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Some sexually transmitted diseases (STIs) can cause serious health problems. These infections can lead to infertility, organ damage, certain types of cancer and death if left untreated.
Most STDs spread during vaginal, oral or anal sex. Some can also spread through skin-to-skin contact or sharing needles or syringes.
1. Painful Urination
Painful urination (dysuria) is a common symptom of urinary tract infections (UTIs). UTIs are caused by bacteria that enter the urethra, which is the tube that carries urine from your kidneys to your bladder.
Females are more likely to develop UTIs than males because their urethras are shorter, which makes it easier for bacteria to get into the bladder.
Women also have a greater risk of getting UTIs when they are pregnant or menopausal. They may need to take antibiotics to treat their UTIs.
Doctors use a patient’s medical history, physical exam and lab tests to determine what is causing painful urination. They ask questions about how often the pain happens and whether it hurts when you begin urinating or at the end of your urination.
2. Bumps or Sores
Bumps or sores in the genital area, anus, or mouth may be a sign of an STD. They can be caused by genital herpes, syphilis, and chancroid.
They may be itchy, red, or swollen. They may also ooze or drain clear fluid.
You can get syphilis from direct contact with an infected person, such as during sex or by sharing personal items like utensils or towels.
The infection starts with small, red, fluid-filled blisters that form on the lips, tongue, gums, or on the back of your throat. These sores can go away and you’ll develop antibodies that prevent further infections. But if left untreated, they can spread to other parts of your body and cause more serious health problems.
Bleeding can be a sign of several health problems, including an STI or blood disorder. It’s important to talk to your doctor about it.
STIs can be transmitted from person to person by contact with infected fluids, such as from sexual intercourse or genital touching. They can also spread from a person’s body to another through the use of infected needles or drug paraphernalia.
Chlamydia is a bacterial infection of the genital tract that can cause pain, discharge and bleeding. It’s also a common infection of the rectum–the last portion of your large intestine before the anus–and is mainly caused by anal sex, says Jennifer Svets, MD, an assistant professor in gynecology at the University of Miami Medical School.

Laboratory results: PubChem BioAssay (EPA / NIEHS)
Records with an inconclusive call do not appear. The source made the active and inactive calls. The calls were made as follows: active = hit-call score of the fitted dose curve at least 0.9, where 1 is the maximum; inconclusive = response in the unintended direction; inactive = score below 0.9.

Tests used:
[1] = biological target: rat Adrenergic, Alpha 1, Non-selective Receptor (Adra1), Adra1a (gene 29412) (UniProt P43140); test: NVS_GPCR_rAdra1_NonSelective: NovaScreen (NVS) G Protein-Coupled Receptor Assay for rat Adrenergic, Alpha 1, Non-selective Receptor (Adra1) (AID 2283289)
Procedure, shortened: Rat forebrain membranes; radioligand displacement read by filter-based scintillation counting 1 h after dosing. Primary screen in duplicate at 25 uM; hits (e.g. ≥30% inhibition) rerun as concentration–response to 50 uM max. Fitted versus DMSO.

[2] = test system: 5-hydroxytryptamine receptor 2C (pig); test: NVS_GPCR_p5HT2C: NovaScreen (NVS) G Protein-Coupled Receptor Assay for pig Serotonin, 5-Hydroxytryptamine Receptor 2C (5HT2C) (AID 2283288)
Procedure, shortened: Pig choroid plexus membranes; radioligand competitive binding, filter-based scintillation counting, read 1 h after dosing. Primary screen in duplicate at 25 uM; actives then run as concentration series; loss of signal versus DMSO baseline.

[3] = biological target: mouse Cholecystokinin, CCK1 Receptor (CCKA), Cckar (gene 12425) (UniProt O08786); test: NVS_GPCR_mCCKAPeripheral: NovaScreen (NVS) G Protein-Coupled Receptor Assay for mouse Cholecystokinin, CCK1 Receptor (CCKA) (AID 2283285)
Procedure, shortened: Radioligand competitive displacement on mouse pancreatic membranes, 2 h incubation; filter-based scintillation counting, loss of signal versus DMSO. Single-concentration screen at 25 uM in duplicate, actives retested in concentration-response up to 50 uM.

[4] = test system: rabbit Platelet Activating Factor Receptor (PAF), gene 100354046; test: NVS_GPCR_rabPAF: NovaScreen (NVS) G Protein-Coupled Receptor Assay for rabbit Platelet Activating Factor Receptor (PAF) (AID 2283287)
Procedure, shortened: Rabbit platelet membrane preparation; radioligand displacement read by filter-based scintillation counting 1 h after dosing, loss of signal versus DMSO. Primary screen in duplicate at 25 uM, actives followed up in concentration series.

Symptoms may be so mild that you’re not aware of them or they may come and go over time, according to the Centers for Disease Control and Prevention. It’s important to get tested and treated early, especially if you have many sexual partners or have had unprotected sex.
4. Vaginal Odor
While vaginal odor isn’t always a sign of an STD, it can be one. A strong odor that’s accompanied by other symptoms (like burning, itching, discharge, or irritation) may be a warning that you have an infection.
It’s normal for your vaginal odor to change during certain times of the menstrual cycle, pregnancy or menopause, and right after you have sex. But if your odor gets too intense or persists, it’s a good idea to see a gyno.
A fishy odor can be the sign of bacterial vaginosis, which is caused by an imbalance in bacteria in your vagina. The infection is treated with an antibiotic. Other STIs that can cause a fishy odor include trichomoniasis and pelvic inflammatory disease.
5. Changes in Your Period
The menstrual cycle is an ongoing series of hormone-triggered phases that are a part of your life for as long as you live. Some slight variations to your menstrual cycle are normal and do not cause any concerns, but it is helpful to note any changes in your periods or symptoms you may be experiencing.
For instance, you should seek medical attention if your period becomes longer than usual or if it seems unusually heavy or painful. Your provider might perform a pelvic exam and order blood tests to determine the cause of your symptoms.
You should also consider getting a test for STDs, which are infections that are passed through sexual contact. They include chlamydia, gonorrhea and syphilis. These infections are common and easy to get tested for and treat.